• Psoriasis: A scaly rash caused by a build-up of dead skin cells. The skin is red or dark with silvery scales. As a chronic condition, the rash reappears.
  • Hidradenitis suppurativa: A chronic condition involving sweat glands. The rash is similar to severe acne.

Armpit Infections

The armpit's skin folds and warmth make it a good breeding ground for infection. Many of these are fungal or bacterial.

Both local and systemic (bodywide) infections can lead to armpit pain. Some of these cause inflammation in the axilla. Others affect the lymph nodes in the armpit.

Fungal Infections

Fungal infections common to the armpit include:

  • Intertrigo: A type of yeast infection (candidiasis), intertrigo usually causes a very red, shiny rash with scaling in areas where skin touches skin.
  • Ringworm (tinea corporis): This may occur anywhere on the body. It often causes an itchy rash in circles that get bigger as it grows.

Bacterial Infections

Several common bacterial skin infections may lead to pain in the armpit. They're often associated with redness or swelling.

Erythrasma is a common one. It begins as a pink rash that turns brown and scaly. While often mistaken for a fungal infection, erythrasma is caused by the Corynebacterium minutissimum bacteria.

Other infections include:

  • Cellulitis: This deep infection causes red, swollen skin. It may cause fever and red streaks moving away from the site. Cellulitis can be a medical emergency.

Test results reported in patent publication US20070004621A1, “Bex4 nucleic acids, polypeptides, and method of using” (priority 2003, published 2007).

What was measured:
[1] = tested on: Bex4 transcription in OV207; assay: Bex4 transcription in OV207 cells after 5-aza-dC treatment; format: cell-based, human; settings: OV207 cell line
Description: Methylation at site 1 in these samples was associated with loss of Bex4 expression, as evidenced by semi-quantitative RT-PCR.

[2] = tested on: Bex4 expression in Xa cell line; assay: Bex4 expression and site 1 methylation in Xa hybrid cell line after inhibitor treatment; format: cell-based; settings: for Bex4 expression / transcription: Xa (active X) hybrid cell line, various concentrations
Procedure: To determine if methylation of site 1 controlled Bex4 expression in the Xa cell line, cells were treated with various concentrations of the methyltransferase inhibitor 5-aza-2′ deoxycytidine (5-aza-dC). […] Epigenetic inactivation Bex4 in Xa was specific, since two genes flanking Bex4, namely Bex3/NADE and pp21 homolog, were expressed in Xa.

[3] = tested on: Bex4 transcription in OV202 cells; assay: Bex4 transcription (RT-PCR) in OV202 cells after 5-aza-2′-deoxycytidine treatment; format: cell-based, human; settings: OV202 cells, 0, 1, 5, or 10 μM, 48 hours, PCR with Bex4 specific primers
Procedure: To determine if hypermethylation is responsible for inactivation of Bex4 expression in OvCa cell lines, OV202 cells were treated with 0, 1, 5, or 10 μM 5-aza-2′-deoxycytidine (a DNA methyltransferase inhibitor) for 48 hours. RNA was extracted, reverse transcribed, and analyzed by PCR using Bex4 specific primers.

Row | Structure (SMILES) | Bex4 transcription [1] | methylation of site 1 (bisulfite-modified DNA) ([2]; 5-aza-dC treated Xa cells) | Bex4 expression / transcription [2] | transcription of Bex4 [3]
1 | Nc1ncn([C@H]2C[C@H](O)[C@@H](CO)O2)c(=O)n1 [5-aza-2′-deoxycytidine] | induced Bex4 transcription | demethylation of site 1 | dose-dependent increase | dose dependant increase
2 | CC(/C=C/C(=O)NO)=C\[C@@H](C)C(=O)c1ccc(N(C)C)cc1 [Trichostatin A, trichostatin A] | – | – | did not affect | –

• Folliculitis: An infection in the hair follicles causes red spots to develop, possibly with a red ring around them.
  • Furuncles (boils): These red bumps filled with pus may quickly get bigger.
  • Carbuncles: This cluster of boils may also cause fever and fatigue. Untreated boils may develop into an abscess.

Systemic Infections

Body-wide viral infections can cause pain and swelling in the lymph nodes. These can be:

Infections in nearby body parts may also drain to the lymph nodes in the axilla. That can cause pain and swelling. These areas include:

  • Breast (mastitis)
  • Hand
  • Arm
  • Neck
  • Parts of the chest and upper abdomen

Enlarged Axillary Lymph Nodes

Pain in the armpit may be accompanied by swollen, tender lymph nodes (lymphadenitis). The swelling may not be obvious early on. It may affect one or both sides.

Axillary (armpit) lymph nodes may swell for a number of reasons. Common reasons include infections, autoimmune disease, and cancer.

Autoimmune Disease

In autoimmune diseases, your immune system mistakes a healthy cell or tissue for something harmful, like a virus. It then launches an attack.